Mutual respect: Urban Meyer opened up on personal journey at private dinner with Dabo Swinney
FORT LAUDERDALE, Fla. - Separated by an 18-mile commute on Interstate 95, an hour and a half apart, Dabo Swinney's and Urban Meyer's post-practice interview sessions were clearly a contrast to one another.
Swinney, the chatterbox, was in true form with a dozen or so reporters waiting to check on Clemson's first official practice Monday. Swinney greeted them with a smile, and a tongue-in-cheek question on whether the media were staying out of trouble in south Florida.
Meyer, the businessman, took his time making his way to a designated mark in front of 40 reporters, anxiously waiting to hear about the status of some defensive players for Friday's Orange Bowl. Most of Meyer's answers were under his breath and to the point, limited to a precious few words.
There's no right or wrong way for head coaches to go about their business. Both Swinney and Meyer are considered winners, even if Meyer's much further along in his career with two championship rings to show for it.
They're their own men, who consider each other a friend.
Swinney has constantly voiced his admiration for Meyer's accomplishments, and Meyer has spoken favorably of Swinney and their relationship as well.
"Our families are very good friends, and we do that Nike trip together every year," Meyer said. "I think he's one of the top coaches in the country. Lot of respect for him."
They've gotten to know each other mostly through those Nike coaching camps around the country each February.
"I got some good stories on him. If I ever need 'em, I got 'em," Swinney said, again with that boyish laugh. "No, but it's always good when the guy on the other side, you got a decent relationship with him and it's not awkward or uncomfortable or anything like that."
Going back a few weeks, when Swinney had more time after a Clemson practice to reflect on the Ohio State matchup, he spoke of a private dinner with Meyer on Dec. 11 at the Hard Rock Cafe Miami, when both head coaches were in town for an Orange Bowl function.
It was an eye-opening experience for Swinney, 44. He let Meyer, 49, speak openly about his transition three years ago, when he abruptly resigned from Florida for family and health reasons.
"Just like everybody else, I thought, wow, boy, that's a big job, and that's a big decision to see a guy step away," Swinney said. "But he's very candid."
Meyer and Swinney each have three children. Two of Meyer's daughters play college volleyball; Swinney's three boys are approaching their high school years.
"It's one of the things I try to be mindful of," Swinney said, "and I'm as guilty as anybody in how I try to keep a balance and not let the job consume you as a human being, because that's what happens sometimes.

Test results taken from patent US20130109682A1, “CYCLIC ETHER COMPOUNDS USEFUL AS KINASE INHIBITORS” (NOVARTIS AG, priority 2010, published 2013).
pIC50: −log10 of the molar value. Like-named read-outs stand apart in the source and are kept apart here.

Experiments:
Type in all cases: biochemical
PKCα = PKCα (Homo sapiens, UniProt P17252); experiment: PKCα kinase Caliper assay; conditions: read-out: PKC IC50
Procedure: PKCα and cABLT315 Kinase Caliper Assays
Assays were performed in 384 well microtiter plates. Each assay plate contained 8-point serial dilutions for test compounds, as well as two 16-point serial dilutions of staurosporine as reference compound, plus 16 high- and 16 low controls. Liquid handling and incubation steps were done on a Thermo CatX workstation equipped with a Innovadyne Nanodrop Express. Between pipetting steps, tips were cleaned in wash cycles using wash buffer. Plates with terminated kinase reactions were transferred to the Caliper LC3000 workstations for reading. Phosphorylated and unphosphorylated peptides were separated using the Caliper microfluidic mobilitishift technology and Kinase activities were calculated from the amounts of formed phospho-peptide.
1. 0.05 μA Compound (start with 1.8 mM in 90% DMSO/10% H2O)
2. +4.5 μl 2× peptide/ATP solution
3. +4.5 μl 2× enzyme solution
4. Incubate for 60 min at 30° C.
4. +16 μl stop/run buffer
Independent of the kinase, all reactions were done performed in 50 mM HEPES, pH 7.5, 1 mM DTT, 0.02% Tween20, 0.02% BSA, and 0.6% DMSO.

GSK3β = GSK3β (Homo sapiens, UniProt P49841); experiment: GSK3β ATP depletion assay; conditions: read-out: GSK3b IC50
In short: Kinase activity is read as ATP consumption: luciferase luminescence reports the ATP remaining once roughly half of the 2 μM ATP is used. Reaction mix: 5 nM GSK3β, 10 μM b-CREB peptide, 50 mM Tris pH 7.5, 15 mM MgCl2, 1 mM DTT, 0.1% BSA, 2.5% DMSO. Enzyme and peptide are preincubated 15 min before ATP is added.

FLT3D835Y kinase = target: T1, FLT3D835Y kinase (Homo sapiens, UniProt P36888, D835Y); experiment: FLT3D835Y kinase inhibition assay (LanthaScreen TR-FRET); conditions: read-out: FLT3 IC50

"In fact, we talked about that (at dinner.) He said, I was crazy. It about killed him, for him to be at that point and have to step back."
Meyer took a year away from coaching in 2011, before taking over Ohio State just two hours away from his native Toledo. Meyer shared with Swinney some advice about how he goes about managing the all-consuming grind of college football head coaching.
"Just balance and priorities, keeping things in the proper perspective," Swinney said. "He had some good advice for me as I'm trying to keep my career going here and maybe avoid some of the pitfalls."
One way Meyer and Swinney were a tad intertwined years ago was after the 2000 season, when Meyer got his first head coaching gig at Bowling Green, creating an opening after five years as Notre Dame wide receivers coach.
"I was just leaving Alabama, and I tried to get his job at Notre Dame," said Swinney, a former receivers coach himself at Alabama and Clemson. "Didn't get it. Glad I didn't get it, because they all got fired the next year, so I'd have been one-and-done."
Shortly after landing at Clemson in 2003 following his own two-year coaching hiatus, Swinney first met Meyer on a visit to Utah, where Meyer had taken his second head coaching job.
"Then when he came down to Florida, it was more adversary at that point, recruiting against him. Didn't have a lot of interaction with him," Swinney said. "But over the last three years, I've had quite a bit, and he's really changed. A lot.
"It's been good for me to see that, and it was good to hear him talk about it the other night (at dinner.)"